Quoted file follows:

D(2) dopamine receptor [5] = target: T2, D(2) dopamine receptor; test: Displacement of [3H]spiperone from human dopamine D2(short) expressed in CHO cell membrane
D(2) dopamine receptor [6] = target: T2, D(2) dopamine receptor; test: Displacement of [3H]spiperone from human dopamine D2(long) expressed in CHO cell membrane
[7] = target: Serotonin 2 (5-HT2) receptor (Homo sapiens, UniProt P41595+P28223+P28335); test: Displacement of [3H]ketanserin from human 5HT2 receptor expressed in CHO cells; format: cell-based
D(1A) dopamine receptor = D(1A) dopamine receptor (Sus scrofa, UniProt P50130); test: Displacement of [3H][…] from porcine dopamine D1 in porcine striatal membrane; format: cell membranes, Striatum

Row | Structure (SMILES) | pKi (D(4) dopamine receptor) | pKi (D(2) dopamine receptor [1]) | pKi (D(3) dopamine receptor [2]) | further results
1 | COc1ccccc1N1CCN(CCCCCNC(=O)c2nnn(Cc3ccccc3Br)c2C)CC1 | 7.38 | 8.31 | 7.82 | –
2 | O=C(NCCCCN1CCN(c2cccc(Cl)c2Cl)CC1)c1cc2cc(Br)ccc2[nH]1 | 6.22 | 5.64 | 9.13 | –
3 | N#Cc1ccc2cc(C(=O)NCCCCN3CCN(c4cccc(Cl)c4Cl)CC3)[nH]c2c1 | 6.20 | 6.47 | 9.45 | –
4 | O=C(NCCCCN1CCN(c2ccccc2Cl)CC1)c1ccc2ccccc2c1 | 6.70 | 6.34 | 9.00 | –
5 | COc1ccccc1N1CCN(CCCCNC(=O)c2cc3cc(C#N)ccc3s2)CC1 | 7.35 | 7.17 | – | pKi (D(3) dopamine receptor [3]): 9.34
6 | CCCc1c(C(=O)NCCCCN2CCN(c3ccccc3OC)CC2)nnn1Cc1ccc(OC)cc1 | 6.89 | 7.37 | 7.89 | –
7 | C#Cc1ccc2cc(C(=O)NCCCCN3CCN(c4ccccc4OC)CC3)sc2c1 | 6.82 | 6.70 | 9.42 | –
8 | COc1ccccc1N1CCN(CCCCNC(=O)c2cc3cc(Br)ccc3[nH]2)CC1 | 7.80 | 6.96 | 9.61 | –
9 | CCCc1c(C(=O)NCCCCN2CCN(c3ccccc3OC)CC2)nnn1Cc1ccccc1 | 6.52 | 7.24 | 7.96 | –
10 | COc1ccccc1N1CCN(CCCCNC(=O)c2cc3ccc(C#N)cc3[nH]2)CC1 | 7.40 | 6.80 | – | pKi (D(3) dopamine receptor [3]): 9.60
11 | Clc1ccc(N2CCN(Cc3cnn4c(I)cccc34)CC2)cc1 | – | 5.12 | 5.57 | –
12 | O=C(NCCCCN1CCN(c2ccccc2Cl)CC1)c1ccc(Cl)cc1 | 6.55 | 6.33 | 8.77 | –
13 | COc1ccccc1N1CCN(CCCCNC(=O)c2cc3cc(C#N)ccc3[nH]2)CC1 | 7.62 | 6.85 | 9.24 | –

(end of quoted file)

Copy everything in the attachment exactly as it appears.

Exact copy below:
D(2) dopamine receptor [5] = target: T2, D(2) dopamine receptor; test: Displacement of [3H]spiperone from human dopamine D2(short) expressed in CHO cell membrane
D(2) dopamine receptor [6] = target: T2, D(2) dopamine receptor; test: Displacement of [3H]spiperone from human dopamine D2(long) expressed in CHO cell membrane
[7] = target: Serotonin 2 (5-HT2) receptor (Homo sapiens, UniProt P41595+P28223+P28335); test: Displacement of [3H]ketanserin from human 5HT2 receptor expressed in CHO cells; format: cell-based
D(1A) dopamine receptor = D(1A) dopamine receptor (Sus scrofa, UniProt P50130); test: Displacement of [3H][…] from porcine dopamine D1 in porcine striatal membrane; format: cell membranes, Striatum

Row | Structure (SMILES) | pKi (D(4) dopamine receptor) | pKi (D(2) dopamine receptor [1]) | pKi (D(3) dopamine receptor [2]) | further results
1 | COc1ccccc1N1CCN(CCCCCNC(=O)c2nnn(Cc3ccccc3Br)c2C)CC1 | 7.38 | 8.31 | 7.82 | –
2 | O=C(NCCCCN1CCN(c2cccc(Cl)c2Cl)CC1)c1cc2cc(Br)ccc2[nH]1 | 6.22 | 5.64 | 9.13 | –
3 | N#Cc1ccc2cc(C(=O)NCCCCN3CCN(c4cccc(Cl)c4Cl)CC3)[nH]c2c1 | 6.20 | 6.47 | 9.45 | –
4 | O=C(NCCCCN1CCN(c2ccccc2Cl)CC1)c1ccc2ccccc2c1 | 6.70 | 6.34 | 9.00 | –
5 | COc1ccccc1N1CCN(CCCCNC(=O)c2cc3cc(C#N)ccc3s2)CC1 | 7.35 | 7.17 | – | pKi (D(3) dopamine receptor [3]): 9.34
6 | CCCc1c(C(=O)NCCCCN2CCN(c3ccccc3OC)CC2)nnn1Cc1ccc(OC)cc1 | 6.89 | 7.37 | 7.89 | –
7 | C#Cc1ccc2cc(C(=O)NCCCCN3CCN(c4ccccc4OC)CC3)sc2c1 | 6.82 | 6.70 | 9.42 | –
8 | COc1ccccc1N1CCN(CCCCNC(=O)c2cc3cc(Br)ccc3[nH]2)CC1 | 7.80 | 6.96 | 9.61 | –
9 | CCCc1c(C(=O)NCCCCN2CCN(c3ccccc3OC)CC2)nnn1Cc1ccccc1 | 6.52 | 7.24 | 7.96 | –
10 | COc1ccccc1N1CCN(CCCCNC(=O)c2cc3ccc(C#N)cc3[nH]2)CC1 | 7.40 | 6.80 | – | pKi (D(3) dopamine receptor [3]): 9.60
11 | Clc1ccc(N2CCN(Cc3cnn4c(I)cccc34)CC2)cc1 | – | 5.12 | 5.57 | –
12 | O=C(NCCCCN1CCN(c2ccccc2Cl)CC1)c1ccc(Cl)cc1 | 6.55 | 6.33 | 8.77 | –
13 | COc1ccccc1N1CCN(CCCCNC(=O)c2cc3cc(C#N)ccc3[nH]2)CC1 | 7.62 | 6.85 | 9.24 | –